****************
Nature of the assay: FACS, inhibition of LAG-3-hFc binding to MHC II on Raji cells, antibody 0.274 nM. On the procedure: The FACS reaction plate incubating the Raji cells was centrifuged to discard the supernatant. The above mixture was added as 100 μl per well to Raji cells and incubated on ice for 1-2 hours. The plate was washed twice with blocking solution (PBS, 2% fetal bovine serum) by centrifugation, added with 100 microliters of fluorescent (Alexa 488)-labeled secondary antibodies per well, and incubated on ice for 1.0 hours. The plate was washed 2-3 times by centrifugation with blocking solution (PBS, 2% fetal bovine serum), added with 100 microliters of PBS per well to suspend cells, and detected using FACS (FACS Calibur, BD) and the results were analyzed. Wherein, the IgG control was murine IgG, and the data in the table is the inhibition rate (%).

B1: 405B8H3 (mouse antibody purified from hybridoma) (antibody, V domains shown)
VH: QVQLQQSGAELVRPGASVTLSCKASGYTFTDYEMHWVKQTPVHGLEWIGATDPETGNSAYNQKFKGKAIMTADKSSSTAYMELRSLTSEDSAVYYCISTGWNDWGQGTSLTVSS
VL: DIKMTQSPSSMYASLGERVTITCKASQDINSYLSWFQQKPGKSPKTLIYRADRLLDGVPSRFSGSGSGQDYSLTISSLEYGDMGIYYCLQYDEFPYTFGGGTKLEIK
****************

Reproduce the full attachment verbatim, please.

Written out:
Nature of the assay: FACS, inhibition of LAG-3-hFc binding to MHC II on Raji cells, antibody 0.274 nM. On the procedure: The FACS reaction plate incubating the Raji cells was centrifuged to discard the supernatant. The above mixture was added as 100 μl per well to Raji cells and incubated on ice for 1-2 hours. The plate was washed twice with blocking solution (PBS, 2% fetal bovine serum) by centrifugation, added with 100 microliters of fluorescent (Alexa 488)-labeled secondary antibodies per well, and incubated on ice for 1.0 hours. The plate was washed 2-3 times by centrifugation with blocking solution (PBS, 2% fetal bovine serum), added with 100 microliters of PBS per well to suspend cells, and detected using FACS (FACS Calibur, BD) and the results were analyzed. Wherein, the IgG control was murine IgG, and the data in the table is the inhibition rate (%).

B1: 405B8H3 (mouse antibody purified from hybridoma) (antibody, V domains shown)
VH: QVQLQQSGAELVRPGASVTLSCKASGYTFTDYEMHWVKQTPVHGLEWIGATDPETGNSAYNQKFKGKAIMTADKSSSTAYMELRSLTSEDSAVYYCISTGWNDWGQGTSLTVSS
VL: DIKMTQSPSSMYASLGERVTITCKASQDINSYLSWFQQKPGKSPKTLIYRADRLLDGVPSRFSGSGSGQDYSLTISSLEYGDMGIYYCLQYDEFPYTFGGGTKLEIK